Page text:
In rural Kenya, Indigenous communities often do not have the resources to send their daughters to school. Instead, many girls are compelled into early marriages (sometimes as young as nine years old) and forced to undergo female genital mutilation (FGM).
The Nanyori Shelter Network is one of the few chances girls have to pursue secondary education in rural Kenya. With MADRE support, the Indigenous Information Network (IIN) provides girls with safety, shelter and education. Girls receive crucial support and schooling from a network of women committed to their empowerment.
Lucy Mulenkei, founder of the IIN, knows that education is critical to breaking the oppressive cycle of poverty amongst rural women and girls in Kenya. Currently, she is working on a project that will provide scholarships for girls with the desire—but not the resources—to attend school. She believes that graduating girls will return to their communities with the resources, knowledge and conviction to inspire others to follow similar paths.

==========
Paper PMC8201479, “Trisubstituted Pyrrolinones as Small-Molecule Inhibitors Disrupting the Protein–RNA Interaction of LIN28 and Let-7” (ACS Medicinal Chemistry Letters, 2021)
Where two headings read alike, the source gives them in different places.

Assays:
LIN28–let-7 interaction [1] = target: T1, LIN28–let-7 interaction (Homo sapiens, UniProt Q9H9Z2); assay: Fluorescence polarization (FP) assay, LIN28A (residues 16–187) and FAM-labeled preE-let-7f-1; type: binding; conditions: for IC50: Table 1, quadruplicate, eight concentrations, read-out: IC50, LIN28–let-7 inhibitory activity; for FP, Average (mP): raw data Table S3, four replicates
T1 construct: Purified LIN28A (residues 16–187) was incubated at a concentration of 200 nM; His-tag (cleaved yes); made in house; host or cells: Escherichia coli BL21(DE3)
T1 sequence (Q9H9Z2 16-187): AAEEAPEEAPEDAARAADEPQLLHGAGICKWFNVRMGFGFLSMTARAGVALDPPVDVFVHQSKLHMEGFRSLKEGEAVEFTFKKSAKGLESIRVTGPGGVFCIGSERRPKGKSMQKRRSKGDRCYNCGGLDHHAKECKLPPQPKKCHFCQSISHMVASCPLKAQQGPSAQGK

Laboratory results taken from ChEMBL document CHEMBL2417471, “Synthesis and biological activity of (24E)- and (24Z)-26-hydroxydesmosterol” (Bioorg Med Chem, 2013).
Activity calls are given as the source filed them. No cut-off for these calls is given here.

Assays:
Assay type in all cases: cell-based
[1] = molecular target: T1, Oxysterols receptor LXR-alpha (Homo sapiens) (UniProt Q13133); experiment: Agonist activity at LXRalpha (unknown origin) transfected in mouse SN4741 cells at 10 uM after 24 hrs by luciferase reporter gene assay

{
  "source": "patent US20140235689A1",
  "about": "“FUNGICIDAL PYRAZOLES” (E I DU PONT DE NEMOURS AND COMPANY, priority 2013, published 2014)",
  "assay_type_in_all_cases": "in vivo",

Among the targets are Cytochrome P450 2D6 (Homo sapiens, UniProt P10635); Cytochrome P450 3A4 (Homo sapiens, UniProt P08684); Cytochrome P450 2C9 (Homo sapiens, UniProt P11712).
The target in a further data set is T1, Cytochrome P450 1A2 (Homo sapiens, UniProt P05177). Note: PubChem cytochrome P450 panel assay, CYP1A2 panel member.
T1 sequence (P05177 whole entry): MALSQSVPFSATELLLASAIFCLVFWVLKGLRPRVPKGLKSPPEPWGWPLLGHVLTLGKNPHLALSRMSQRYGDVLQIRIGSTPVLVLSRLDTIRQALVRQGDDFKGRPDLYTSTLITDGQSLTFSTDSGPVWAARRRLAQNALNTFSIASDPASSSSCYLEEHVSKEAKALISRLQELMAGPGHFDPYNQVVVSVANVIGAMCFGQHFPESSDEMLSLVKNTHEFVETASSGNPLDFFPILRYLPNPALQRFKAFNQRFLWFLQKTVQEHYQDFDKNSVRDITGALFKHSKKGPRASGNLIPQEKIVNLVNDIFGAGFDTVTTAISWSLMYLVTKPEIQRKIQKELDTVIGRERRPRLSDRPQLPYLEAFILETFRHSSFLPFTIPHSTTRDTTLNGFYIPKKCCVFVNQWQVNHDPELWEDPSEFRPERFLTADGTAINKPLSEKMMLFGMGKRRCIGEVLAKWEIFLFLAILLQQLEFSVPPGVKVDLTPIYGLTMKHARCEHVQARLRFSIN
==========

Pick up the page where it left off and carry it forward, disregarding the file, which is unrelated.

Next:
“In the future, they can come and help others because some of us also grew up in such situations where we were educated by somebody. We grew up knowing that we were helped, so we have to help others. I do believe that the little you do can make a difference, no matter how small it is. It can always make a difference and change the people’s lives.”
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